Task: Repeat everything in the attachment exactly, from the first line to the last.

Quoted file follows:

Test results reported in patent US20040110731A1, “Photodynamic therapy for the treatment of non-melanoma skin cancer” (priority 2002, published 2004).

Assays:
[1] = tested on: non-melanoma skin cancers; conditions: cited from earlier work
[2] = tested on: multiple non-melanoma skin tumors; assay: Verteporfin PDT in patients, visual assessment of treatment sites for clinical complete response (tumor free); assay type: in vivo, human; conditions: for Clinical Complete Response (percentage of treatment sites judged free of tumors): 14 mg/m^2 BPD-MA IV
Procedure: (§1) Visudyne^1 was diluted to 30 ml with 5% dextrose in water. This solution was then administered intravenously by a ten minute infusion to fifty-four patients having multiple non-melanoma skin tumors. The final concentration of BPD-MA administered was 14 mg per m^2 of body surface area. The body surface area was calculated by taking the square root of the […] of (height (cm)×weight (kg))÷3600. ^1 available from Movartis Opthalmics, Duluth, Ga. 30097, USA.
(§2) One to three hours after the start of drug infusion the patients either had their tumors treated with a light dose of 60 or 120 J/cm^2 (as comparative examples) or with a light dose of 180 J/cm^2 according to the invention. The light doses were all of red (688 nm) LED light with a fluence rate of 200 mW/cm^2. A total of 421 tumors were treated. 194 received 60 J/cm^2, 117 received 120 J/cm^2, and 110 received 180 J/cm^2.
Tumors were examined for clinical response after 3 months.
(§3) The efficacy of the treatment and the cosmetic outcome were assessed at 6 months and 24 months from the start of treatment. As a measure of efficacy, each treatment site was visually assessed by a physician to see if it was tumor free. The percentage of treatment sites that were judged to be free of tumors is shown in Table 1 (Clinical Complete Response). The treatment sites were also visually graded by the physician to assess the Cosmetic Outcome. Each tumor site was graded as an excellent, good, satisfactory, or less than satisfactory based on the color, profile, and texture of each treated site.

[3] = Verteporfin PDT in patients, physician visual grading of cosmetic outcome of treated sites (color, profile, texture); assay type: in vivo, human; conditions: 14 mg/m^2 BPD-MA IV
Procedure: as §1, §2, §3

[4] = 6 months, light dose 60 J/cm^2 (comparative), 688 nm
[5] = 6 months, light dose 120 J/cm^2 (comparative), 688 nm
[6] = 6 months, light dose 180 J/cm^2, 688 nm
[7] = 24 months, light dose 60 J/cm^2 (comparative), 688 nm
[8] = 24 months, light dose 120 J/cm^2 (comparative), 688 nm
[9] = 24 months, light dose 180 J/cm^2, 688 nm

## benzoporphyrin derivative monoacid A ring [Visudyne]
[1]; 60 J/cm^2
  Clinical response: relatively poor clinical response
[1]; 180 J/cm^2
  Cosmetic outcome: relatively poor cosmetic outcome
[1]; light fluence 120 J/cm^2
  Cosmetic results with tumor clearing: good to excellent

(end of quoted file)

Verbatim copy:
Test results reported in patent US20040110731A1, “Photodynamic therapy for the treatment of non-melanoma skin cancer” (priority 2002, published 2004).

Assays:
[1] = tested on: non-melanoma skin cancers; conditions: cited from earlier work
[2] = tested on: multiple non-melanoma skin tumors; assay: Verteporfin PDT in patients, visual assessment of treatment sites for clinical complete response (tumor free); assay type: in vivo, human; conditions: for Clinical Complete Response (percentage of treatment sites judged free of tumors): 14 mg/m^2 BPD-MA IV
Procedure: (§1) Visudyne^1 was diluted to 30 ml with 5% dextrose in water. This solution was then administered intravenously by a ten minute infusion to fifty-four patients having multiple non-melanoma skin tumors. The final concentration of BPD-MA administered was 14 mg per m^2 of body surface area. The body surface area was calculated by taking the square root of the […] of (height (cm)×weight (kg))÷3600. ^1 available from Movartis Opthalmics, Duluth, Ga. 30097, USA.
(§2) One to three hours after the start of drug infusion the patients either had their tumors treated with a light dose of 60 or 120 J/cm^2 (as comparative examples) or with a light dose of 180 J/cm^2 according to the invention. The light doses were all of red (688 nm) LED light with a fluence rate of 200 mW/cm^2. A total of 421 tumors were treated. 194 received 60 J/cm^2, 117 received 120 J/cm^2, and 110 received 180 J/cm^2.
Tumors were examined for clinical response after 3 months.
(§3) The efficacy of the treatment and the cosmetic outcome were assessed at 6 months and 24 months from the start of treatment. As a measure of efficacy, each treatment site was visually assessed by a physician to see if it was tumor free. The percentage of treatment sites that were judged to be free of tumors is shown in Table 1 (Clinical Complete Response). The treatment sites were also visually graded by the physician to assess the Cosmetic Outcome. Each tumor site was graded as an excellent, good, satisfactory, or less than satisfactory based on the color, profile, and texture of each treated site.

[3] = Verteporfin PDT in patients, physician visual grading of cosmetic outcome of treated sites (color, profile, texture); assay type: in vivo, human; conditions: 14 mg/m^2 BPD-MA IV
Procedure: as §1, §2, §3

[4] = 6 months, light dose 60 J/cm^2 (comparative), 688 nm
[5] = 6 months, light dose 120 J/cm^2 (comparative), 688 nm
[6] = 6 months, light dose 180 J/cm^2, 688 nm
[7] = 24 months, light dose 60 J/cm^2 (comparative), 688 nm
[8] = 24 months, light dose 120 J/cm^2 (comparative), 688 nm
[9] = 24 months, light dose 180 J/cm^2, 688 nm

## benzoporphyrin derivative monoacid A ring [Visudyne]
[1]; 60 J/cm^2
  Clinical response: relatively poor clinical response
[1]; 180 J/cm^2
  Cosmetic outcome: relatively poor cosmetic outcome
[1]; light fluence 120 J/cm^2
  Cosmetic results with tumor clearing: good to excellent